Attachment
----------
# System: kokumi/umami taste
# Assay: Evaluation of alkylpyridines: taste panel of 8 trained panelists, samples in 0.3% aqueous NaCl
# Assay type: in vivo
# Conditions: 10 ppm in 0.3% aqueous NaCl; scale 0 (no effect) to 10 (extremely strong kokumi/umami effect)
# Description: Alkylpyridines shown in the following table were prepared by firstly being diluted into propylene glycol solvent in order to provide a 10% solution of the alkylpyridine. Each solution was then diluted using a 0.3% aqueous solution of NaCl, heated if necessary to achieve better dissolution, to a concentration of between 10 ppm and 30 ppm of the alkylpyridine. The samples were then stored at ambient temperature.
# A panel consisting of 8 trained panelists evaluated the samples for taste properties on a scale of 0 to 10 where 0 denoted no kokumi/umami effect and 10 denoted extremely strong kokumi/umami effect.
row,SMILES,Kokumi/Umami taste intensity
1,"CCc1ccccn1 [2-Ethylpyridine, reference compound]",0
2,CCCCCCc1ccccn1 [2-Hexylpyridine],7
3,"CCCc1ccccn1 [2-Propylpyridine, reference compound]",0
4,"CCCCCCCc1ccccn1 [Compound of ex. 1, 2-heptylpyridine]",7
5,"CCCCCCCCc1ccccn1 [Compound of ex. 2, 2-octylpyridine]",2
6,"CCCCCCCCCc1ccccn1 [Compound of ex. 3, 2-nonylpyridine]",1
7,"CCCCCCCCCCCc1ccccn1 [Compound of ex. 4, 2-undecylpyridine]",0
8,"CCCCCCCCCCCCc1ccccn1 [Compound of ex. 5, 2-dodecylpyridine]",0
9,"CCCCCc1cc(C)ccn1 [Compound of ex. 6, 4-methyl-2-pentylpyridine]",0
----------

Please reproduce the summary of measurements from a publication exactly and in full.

# System: kokumi/umami taste
# Assay: Evaluation of alkylpyridines: taste panel of 8 trained panelists, samples in 0.3% aqueous NaCl
# Assay type: in vivo
# Conditions: 10 ppm in 0.3% aqueous NaCl; scale 0 (no effect) to 10 (extremely strong kokumi/umami effect)
# Description: Alkylpyridines shown in the following table were prepared by firstly being diluted into propylene glycol solvent in order to provide a 10% solution of the alkylpyridine. Each solution was then diluted using a 0.3% aqueous solution of NaCl, heated if necessary to achieve better dissolution, to a concentration of between 10 ppm and 30 ppm of the alkylpyridine. The samples were then stored at ambient temperature.
# A panel consisting of 8 trained panelists evaluated the samples for taste properties on a scale of 0 to 10 where 0 denoted no kokumi/umami effect and 10 denoted extremely strong kokumi/umami effect.
row,SMILES,Kokumi/Umami taste intensity
1,"CCc1ccccn1 [2-Ethylpyridine, reference compound]",0
2,CCCCCCc1ccccn1 [2-Hexylpyridine],7
3,"CCCc1ccccn1 [2-Propylpyridine, reference compound]",0
4,"CCCCCCCc1ccccn1 [Compound of ex. 1, 2-heptylpyridine]",7
5,"CCCCCCCCc1ccccn1 [Compound of ex. 2, 2-octylpyridine]",2
6,"CCCCCCCCCc1ccccn1 [Compound of ex. 3, 2-nonylpyridine]",1
7,"CCCCCCCCCCCc1ccccn1 [Compound of ex. 4, 2-undecylpyridine]",0
8,"CCCCCCCCCCCCc1ccccn1 [Compound of ex. 5, 2-dodecylpyridine]",0
9,"CCCCCc1cc(C)ccn1 [Compound of ex. 6, 4-methyl-2-pentylpyridine]",0